Male eating disorders can range from anorexia to binge eating disorder, though there are no real reliable statistics on just how many men suffer from any particular disorder.  If the treatment world is ever going to be able to properly assess and treat a male eating disorder, doctors and psychologists must identify that men suffer from these conditions as well women and come up with effective treatment options geared toward the male gender.  It is thought by researchers that athletes and gay men are more likely to develop an eating disorder than an average male, it is because of an obsession with perfection that many men are driven to observe negative eating habits and try to control their body through starvation, purging and binging.

There are generally three levels of care when treating a man for an eating disorder, inpatient, residential and partial hospitalization.  Depending upon how serious the eating disorder might be, a man can benefit from any or all of these treatment options.  The first step for treating a male eating disorder is to make sure the medical and physical needs of the patient are being met.  Working with a professional treatment center which addresses male eating disorders will allow a male to uncover the reasons for an unhealthy body image and work through the issues with a skilled counselor.

A male eating disorder treatment program should help an individual identify and change errors in thinking and address any other obstacles the man might face when trying to recover.  A professional eating disorder treatment program should also allow for the family of the man to participate in counseling and therapy, which will help others form a better and more complete understanding about the mystery of male eating disorders.  There could also be group/individual therapy, experimental therapies, nutritional counseling, and recreational and motivational therapies as well.  Whatever the male needs to overcome an eating disorder is going to vary greatly from what a female needs, which is why the need for personalized treatment is very important to the outcome for many men.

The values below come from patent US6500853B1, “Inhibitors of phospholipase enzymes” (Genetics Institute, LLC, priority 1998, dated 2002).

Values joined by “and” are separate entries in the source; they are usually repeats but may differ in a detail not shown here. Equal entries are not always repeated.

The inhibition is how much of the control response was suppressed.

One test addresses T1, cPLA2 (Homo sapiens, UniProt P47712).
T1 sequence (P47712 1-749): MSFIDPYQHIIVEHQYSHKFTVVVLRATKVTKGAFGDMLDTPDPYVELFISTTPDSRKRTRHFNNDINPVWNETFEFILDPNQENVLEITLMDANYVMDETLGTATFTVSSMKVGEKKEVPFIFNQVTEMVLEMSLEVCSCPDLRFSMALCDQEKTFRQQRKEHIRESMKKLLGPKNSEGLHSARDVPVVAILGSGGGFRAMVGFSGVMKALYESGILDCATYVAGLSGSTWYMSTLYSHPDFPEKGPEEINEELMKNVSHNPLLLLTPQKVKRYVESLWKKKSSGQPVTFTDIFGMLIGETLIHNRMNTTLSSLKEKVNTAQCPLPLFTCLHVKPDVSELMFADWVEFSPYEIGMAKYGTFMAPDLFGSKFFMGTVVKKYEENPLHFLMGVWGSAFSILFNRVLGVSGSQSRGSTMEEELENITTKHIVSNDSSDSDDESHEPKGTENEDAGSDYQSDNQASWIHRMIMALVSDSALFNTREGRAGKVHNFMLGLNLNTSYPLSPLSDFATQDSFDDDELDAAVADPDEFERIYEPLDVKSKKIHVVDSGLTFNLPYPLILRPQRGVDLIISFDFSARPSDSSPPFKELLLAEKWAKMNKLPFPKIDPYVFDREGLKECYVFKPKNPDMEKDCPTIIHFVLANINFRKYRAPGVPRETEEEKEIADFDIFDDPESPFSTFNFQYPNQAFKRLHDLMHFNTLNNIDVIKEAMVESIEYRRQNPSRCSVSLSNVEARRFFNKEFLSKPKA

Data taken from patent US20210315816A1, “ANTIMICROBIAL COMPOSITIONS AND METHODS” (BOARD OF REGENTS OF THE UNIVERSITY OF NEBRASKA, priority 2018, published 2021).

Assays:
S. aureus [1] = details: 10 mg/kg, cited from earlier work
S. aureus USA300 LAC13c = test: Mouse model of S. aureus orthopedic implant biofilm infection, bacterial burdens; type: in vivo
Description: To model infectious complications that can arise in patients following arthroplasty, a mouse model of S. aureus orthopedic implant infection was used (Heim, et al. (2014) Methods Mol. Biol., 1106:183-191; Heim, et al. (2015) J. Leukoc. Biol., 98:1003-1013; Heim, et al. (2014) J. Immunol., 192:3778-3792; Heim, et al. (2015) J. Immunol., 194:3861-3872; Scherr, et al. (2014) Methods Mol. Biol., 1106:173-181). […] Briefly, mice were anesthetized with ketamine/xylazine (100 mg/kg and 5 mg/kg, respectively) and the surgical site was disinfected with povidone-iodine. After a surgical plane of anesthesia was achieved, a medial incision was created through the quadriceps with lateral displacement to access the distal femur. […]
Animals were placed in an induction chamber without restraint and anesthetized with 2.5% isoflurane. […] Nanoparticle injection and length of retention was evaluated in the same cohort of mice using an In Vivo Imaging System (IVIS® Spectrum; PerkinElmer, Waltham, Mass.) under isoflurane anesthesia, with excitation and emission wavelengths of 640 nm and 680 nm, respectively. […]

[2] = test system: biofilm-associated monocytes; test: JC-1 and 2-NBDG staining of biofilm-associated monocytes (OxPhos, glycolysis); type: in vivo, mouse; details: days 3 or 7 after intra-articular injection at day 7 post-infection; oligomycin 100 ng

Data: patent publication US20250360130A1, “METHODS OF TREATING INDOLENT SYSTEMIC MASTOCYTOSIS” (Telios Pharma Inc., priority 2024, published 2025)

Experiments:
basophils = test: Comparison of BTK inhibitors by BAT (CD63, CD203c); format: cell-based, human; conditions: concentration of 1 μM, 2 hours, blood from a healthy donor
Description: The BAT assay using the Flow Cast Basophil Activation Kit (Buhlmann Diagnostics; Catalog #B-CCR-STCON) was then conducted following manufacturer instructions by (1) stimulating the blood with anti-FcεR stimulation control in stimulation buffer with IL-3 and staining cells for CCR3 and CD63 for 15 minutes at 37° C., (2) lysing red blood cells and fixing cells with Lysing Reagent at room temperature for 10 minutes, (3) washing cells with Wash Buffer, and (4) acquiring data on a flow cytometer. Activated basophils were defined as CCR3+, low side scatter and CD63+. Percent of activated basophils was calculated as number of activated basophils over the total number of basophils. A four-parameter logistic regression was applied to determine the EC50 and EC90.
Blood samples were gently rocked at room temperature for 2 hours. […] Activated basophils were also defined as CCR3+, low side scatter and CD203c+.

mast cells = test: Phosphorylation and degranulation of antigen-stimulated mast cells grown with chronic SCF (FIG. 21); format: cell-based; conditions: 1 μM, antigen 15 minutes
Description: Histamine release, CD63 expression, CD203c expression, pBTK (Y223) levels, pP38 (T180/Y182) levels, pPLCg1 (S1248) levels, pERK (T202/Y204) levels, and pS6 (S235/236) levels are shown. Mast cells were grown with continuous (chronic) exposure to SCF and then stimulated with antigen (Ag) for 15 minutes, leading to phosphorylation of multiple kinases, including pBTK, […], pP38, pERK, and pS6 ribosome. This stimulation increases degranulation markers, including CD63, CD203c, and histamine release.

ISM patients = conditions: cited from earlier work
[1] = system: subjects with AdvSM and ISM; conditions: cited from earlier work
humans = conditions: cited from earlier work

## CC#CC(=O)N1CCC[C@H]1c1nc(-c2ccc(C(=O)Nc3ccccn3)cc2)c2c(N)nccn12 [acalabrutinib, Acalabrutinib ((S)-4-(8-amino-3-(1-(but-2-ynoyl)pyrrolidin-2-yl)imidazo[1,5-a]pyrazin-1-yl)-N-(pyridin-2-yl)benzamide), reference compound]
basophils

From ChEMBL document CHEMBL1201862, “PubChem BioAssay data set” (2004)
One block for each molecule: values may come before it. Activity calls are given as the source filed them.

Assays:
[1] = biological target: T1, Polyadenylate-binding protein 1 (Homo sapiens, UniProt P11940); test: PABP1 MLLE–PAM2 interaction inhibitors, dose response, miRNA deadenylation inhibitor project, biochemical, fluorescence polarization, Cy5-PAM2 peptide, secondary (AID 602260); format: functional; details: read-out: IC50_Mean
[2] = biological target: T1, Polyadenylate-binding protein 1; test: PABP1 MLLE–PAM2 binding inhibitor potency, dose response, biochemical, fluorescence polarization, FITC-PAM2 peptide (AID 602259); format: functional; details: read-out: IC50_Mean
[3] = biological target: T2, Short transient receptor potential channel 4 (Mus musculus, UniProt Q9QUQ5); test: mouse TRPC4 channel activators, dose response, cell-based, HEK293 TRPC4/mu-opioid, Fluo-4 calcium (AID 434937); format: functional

National Eating Disorders Awareness Week, February 24th-March 1st

Each year, the National Eating Disorders Association highlights a week of awareness, February 24th through March 1st.  The focus of the week is designed to raise public awareness about eating disorders and to reach millions of people that might be suffering in silence from the problem.   By providing accurate and educational information to others, the foundation increases knowledge on a personal, local, national and international level.

Read More: Eating Disorders (Anorexia, Bulimia and Binge Eating) Among Males Becoming Common


Once a male has been identified and diagnosed with an eating disorder, it is possible to help the individual heal.  Not admitting the situation and avoiding the problem does not do anything to make it go away, the only way to solve the issue is for a man to admit the disorder is out of control and find a treatment center which focuses on treating males.  With therapy, counseling, supportive services and a unique treatment program it is possible for a male to conquer an eating disorder and become a healthy person once again.